Q: What are you expectations this season?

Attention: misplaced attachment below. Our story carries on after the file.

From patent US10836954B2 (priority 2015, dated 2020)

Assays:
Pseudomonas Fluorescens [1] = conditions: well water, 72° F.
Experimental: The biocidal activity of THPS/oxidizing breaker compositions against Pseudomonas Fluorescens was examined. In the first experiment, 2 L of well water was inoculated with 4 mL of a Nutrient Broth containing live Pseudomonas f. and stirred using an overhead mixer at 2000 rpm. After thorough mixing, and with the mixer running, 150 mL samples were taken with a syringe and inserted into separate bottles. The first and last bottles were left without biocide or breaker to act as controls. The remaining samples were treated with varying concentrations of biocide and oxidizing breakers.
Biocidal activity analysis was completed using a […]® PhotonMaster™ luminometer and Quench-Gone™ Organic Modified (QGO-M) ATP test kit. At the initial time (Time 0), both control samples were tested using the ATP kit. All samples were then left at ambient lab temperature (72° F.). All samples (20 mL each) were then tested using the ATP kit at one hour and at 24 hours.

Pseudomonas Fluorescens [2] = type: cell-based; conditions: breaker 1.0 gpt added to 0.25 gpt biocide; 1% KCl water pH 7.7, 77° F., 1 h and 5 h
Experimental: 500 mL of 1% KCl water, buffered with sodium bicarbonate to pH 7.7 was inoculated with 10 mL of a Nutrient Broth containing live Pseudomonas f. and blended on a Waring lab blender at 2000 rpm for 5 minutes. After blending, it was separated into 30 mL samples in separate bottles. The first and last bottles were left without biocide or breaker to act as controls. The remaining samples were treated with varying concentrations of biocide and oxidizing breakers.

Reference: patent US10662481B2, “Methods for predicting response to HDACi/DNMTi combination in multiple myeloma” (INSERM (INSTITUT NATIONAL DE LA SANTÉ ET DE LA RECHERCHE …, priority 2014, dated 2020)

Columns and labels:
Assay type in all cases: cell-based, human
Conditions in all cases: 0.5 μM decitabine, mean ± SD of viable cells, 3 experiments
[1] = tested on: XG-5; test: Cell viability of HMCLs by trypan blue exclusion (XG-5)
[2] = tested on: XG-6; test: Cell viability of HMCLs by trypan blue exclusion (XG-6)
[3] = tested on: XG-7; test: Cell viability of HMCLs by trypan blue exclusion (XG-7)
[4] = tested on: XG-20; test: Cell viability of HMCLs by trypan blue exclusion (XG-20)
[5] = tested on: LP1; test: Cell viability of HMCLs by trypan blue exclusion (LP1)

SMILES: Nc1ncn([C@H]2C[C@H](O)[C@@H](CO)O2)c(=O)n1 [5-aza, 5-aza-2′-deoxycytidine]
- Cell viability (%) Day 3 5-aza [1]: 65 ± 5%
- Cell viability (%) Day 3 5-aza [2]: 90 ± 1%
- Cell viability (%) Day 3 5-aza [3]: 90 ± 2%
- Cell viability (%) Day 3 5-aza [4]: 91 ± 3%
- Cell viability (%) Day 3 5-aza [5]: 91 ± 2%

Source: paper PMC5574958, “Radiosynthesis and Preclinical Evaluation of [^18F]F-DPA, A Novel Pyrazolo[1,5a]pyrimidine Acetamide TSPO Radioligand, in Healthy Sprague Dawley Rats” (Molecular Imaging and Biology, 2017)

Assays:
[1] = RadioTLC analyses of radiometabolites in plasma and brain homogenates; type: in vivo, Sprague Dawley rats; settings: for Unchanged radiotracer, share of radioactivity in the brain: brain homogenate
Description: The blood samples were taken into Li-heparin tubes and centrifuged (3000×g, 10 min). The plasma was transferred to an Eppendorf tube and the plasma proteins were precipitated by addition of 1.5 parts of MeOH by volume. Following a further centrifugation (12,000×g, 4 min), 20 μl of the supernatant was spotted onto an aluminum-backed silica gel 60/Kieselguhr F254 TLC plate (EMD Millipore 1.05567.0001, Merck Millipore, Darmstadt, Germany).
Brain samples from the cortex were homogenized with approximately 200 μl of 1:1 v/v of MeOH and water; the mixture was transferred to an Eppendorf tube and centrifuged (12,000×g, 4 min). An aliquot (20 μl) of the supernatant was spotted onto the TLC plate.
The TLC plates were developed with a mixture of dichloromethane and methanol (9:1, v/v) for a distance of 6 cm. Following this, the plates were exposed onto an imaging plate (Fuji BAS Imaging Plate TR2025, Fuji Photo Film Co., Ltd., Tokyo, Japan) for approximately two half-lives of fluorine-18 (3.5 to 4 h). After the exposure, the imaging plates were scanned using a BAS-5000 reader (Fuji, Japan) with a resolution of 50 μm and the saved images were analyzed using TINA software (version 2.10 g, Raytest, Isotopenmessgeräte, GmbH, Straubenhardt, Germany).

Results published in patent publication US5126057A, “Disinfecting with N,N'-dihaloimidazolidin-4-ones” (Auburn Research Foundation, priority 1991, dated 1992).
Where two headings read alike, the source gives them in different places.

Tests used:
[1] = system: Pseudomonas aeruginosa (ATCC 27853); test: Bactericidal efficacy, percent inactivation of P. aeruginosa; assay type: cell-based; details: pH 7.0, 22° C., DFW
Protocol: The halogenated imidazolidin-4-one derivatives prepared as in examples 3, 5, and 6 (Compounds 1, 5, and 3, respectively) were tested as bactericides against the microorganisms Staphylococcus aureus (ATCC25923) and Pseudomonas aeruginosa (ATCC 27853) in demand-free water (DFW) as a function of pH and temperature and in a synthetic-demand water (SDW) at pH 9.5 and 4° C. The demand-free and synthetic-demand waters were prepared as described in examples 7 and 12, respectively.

A: That remains to be seen because we haven't played a game yet. But I did look back. I know that at Princeton the first year, we ended up playing American International as well. I think we won, 4-2, and three of the goals were scored by two guys who ended up playing in the NHL. It's going to be interesting to look at what happened to see where we're at. Obviously there are a lot of differences, but it'll be interesting for our staff to look back and see where we're going. We do have a vision in terms of creativity, and we want to play great hockey that the fans here are going to love to watch. In that sense I'm very excited about it. We've got guys who you're really going to enjoy watching and some of them are in very big frames as well. You take Max Gardiner, who's a third-round NHL draft choice to the St. Louis Blues, who has tremendous skill. He's got a lot of offensive creativity, but he's doing it in a 6-3 package. He's fun to watch. You've talked about some of the challenges. Some of the challenges right now for the coaching staff, I think, is to keep our mind on what we're trying to accomplish in practice and not get caught in enjoying watching some of these guys. I think it's an exciting team right now. I look forward to seeing the identity that we're hoping they get. Although you have a direction for them to go, each team and every year has their own little identities that come out. We're all very curious to see what that's going to be.